63 Individuals Charged with Drug Trafficking in the municipality of San Germán, Puerto Rico

SAN JUAN, Puerto Rico – On April 3, 2023, a federal grand jury in the District of Puerto Rico returned a six-count indictment charging 63 individuals with drug trafficking in the municipality of San Germán, Puerto Rico. The Federal Bureau of Investigation (FBI), Homeland Security Investigations (HSI), United States Postal Inspection Service (USPIS), and the Puerto Rico Police Bureau (PRPB) Mayagüez Strike Force are in charge of the investigation and completed the filing of charges and arresting processes with the collaboration of the Drug Enforcement Administration (DEA), the United States Marshals Service (USMS), the Bureau of Alcohol, Tobacco, Firearms and Explosives (ATF), and the United States Customs and Border Protection, Border Patrol Tactical Unit (BORTAC). This investigation and the arrest operation are part of the Organized Crime Drug Enforcement Task Force (OCDETF) program.

“This case is a prime example of successful drug interdiction operations that result from collaborative work between federal and state agencies,” said W. Stephen Muldrow, United States Attorney for the District of Puerto Rico. “We can remove wrongdoers from the streets and bring stability and peace to our communities when we jointly apply our resources, personnel, and operational expertise to bear against extensive organized crime networks.”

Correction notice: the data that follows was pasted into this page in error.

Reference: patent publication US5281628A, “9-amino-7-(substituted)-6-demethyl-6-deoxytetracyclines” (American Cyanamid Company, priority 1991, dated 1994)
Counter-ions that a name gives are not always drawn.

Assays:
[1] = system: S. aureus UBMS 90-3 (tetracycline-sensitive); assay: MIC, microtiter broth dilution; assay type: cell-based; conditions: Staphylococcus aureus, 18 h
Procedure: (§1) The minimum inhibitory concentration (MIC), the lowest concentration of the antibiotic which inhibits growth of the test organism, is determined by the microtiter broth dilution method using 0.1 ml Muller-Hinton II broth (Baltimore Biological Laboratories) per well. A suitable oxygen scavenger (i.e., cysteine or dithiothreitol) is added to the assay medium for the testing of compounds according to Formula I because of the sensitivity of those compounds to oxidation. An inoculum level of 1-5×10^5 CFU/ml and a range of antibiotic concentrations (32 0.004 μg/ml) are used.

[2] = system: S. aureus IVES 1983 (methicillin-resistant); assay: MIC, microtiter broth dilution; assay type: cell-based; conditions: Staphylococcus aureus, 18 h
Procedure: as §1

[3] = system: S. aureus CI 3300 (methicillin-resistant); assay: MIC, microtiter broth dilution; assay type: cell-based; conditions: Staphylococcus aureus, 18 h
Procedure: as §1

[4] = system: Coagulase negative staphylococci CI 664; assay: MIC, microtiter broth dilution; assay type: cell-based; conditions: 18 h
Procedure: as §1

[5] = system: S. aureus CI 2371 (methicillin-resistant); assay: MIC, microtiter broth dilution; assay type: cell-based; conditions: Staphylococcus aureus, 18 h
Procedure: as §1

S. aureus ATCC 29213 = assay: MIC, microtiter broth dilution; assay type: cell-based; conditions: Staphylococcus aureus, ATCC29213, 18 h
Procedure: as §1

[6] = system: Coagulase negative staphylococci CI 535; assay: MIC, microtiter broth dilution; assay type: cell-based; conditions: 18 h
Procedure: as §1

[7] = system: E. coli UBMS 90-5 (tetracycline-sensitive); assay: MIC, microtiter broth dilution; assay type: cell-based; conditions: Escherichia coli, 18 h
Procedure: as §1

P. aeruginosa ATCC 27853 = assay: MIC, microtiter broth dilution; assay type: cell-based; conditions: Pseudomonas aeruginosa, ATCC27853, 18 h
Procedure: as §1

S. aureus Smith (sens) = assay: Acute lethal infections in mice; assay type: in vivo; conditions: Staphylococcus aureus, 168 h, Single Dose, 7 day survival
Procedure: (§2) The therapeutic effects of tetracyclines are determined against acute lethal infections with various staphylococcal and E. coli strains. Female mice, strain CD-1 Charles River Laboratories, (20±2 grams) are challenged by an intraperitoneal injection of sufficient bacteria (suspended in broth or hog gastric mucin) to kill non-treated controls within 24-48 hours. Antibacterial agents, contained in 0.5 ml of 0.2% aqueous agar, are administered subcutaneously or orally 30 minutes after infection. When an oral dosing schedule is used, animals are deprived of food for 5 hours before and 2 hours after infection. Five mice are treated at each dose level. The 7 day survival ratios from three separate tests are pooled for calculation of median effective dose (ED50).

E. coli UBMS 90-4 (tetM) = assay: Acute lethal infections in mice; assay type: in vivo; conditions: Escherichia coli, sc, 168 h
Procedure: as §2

The indictment alleges that from 2015 through April 3, 2023, the defendants were members of a drug trafficking organization that distributed heroin, cocaine base (commonly known as “crack”), cocaine, marihuana, Fentanyl, Oxycodone (Percocet), and Alprazolam (Xanax) in the Manuel F. Rossy and El Recreo Public Housing Projects in San Germán, Puerto Rico (PHPs), and areas nearby for significant financial gain and profit. Court documents allege that the defendants acted in different roles to further the goals of the drug trafficking conspiracy, including acting as leaders, enforcers, runners, sellers, and facilitators.

The government also claimed that the co-conspirators conducted drug trafficking transactions at the basketball court of the PHPs in the presence of minors and used multiple vehicles to transport money, narcotics, and firearms. The acts alleged to have been performed in furtherance of the conspiracy included the delivery of heroin, cocaine, crack, marihuana, and prescription pills to clients. According to the indictment, some of the defendants also mixed the fentanyl into the heroin sold at the drug points.

The charged conduct included the use of force, violence, and intimidation to maintain control of the drug trafficking operations and intimidate rival gangs. Accordingly, eight defendants were also charged with possession of firearms in furtherance of a drug trafficking crime.

The defendants are:

[1] Orlando Medina-Pérez, a/k/a “Orlan”

[2] Julio Cesar Santiago-Calvani, a/k/a “Yuca”

[3] Raymond Omar Alameda-Ramos, a/k/a “Pipita/Reymon”

[4] Luis Enrique Ramos-Feliciano, a/k/a “Luigui”

[5] José Pagán-Casiano, a/k/a “Pito Cancio”

[6] Carlos Claudio-Aquino, a/k/a “Carly Bemba”

[7] Luis Diego Echevarría-González, a/k/a “Pulin”

[8] Juan Carlos Colón-Cordero, a/k/a “Peca”

[9] Brian Oniel Vega-Sáez, a/k/a “Pollito”

[10] Alexander Arroyo-Lugo, a/k/a “Escobar”

[11] Julio Cesar Santiago-Ramos, a/k/a “Yuquita/Goldo”

[12] Jecksan Horrach-Pabón, a/k/a “Menor”

[13] Jomar Joel Horrach-Pabón, a/k/a “Yomo”

[14] Christian O. Montalvo-Casiano, a/k/a “Christian”